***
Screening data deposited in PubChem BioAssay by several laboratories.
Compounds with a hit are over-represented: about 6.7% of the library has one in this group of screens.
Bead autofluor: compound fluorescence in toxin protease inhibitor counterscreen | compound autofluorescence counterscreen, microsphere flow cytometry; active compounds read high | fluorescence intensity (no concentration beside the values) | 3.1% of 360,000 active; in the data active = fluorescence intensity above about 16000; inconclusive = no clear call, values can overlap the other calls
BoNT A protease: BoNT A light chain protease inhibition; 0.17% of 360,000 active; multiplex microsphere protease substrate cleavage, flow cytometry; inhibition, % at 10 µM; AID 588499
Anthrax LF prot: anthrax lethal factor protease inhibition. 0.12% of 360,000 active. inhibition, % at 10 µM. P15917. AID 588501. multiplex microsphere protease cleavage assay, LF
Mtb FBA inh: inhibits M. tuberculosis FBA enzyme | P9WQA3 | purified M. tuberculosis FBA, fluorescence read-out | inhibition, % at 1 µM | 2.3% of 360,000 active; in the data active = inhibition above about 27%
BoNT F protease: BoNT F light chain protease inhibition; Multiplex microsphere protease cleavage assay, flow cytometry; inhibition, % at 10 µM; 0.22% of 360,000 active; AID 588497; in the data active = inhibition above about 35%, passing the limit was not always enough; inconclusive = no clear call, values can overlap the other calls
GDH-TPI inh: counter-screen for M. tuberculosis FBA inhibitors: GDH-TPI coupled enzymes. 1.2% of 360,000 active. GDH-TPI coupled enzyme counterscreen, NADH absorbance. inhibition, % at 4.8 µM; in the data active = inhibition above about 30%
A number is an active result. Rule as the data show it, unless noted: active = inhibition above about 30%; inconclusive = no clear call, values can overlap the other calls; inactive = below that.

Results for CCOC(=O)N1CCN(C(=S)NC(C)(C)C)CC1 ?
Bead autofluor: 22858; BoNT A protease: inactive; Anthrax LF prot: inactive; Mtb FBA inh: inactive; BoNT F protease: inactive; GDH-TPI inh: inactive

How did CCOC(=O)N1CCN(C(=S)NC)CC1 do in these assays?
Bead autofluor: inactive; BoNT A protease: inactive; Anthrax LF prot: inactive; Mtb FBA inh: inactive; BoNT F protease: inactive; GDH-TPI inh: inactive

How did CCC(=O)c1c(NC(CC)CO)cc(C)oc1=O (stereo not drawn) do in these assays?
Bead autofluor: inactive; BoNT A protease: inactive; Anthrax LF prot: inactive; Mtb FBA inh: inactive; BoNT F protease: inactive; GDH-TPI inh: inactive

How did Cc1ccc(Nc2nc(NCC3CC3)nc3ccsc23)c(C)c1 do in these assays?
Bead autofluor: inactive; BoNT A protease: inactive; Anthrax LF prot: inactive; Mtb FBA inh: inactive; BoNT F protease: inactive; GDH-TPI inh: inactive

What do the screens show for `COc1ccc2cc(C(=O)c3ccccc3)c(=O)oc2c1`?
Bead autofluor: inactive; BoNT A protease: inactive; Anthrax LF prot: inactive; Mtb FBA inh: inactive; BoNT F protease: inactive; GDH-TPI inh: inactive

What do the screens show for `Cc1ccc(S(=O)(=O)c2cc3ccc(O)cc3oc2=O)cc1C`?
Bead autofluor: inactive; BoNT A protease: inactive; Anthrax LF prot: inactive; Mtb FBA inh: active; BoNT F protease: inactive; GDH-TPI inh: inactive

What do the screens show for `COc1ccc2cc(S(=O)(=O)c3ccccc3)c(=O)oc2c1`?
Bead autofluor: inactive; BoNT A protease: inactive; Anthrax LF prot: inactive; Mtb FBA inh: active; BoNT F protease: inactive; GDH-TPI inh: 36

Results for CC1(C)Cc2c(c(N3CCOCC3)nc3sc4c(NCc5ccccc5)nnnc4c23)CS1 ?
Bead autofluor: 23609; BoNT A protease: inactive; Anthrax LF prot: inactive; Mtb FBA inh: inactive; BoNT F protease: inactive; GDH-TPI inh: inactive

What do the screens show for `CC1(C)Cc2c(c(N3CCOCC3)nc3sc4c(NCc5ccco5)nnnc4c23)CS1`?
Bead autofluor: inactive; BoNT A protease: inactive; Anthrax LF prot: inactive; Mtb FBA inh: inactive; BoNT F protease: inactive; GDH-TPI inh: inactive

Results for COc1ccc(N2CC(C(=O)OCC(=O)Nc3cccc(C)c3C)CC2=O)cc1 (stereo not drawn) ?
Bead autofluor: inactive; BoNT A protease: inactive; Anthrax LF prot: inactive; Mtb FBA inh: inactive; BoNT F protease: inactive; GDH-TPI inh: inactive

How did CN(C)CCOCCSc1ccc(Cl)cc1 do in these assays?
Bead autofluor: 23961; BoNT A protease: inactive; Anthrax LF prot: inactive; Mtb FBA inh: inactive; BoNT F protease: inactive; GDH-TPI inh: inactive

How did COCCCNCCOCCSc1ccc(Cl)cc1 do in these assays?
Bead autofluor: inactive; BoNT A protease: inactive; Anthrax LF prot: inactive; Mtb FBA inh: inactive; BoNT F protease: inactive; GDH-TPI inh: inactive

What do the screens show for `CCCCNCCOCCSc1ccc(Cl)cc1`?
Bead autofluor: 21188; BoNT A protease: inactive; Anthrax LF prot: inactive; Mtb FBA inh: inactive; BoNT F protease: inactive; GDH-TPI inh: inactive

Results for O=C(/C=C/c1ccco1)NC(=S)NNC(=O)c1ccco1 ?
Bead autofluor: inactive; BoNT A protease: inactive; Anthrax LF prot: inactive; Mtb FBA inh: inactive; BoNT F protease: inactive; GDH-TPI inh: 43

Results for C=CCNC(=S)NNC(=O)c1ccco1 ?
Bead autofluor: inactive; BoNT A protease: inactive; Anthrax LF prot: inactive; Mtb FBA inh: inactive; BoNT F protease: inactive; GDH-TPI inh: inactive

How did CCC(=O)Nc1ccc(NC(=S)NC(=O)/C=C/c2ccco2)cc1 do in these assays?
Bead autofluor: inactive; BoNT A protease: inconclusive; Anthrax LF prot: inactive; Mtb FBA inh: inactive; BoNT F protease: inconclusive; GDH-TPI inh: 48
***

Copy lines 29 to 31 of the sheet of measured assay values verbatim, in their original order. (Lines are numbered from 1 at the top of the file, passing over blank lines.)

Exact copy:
Bead autofluor: inactive; BoNT A protease: inactive; Anthrax LF prot: inactive; Mtb FBA inh: inactive; BoNT F protease: inactive; GDH-TPI inh: inactive

How did CN(C)CCOCCSc1ccc(Cl)cc1 do in these assays?
Bead autofluor: 23961; BoNT A protease: inactive; Anthrax LF prot: inactive; Mtb FBA inh: inactive; BoNT F protease: inactive; GDH-TPI inh: inactive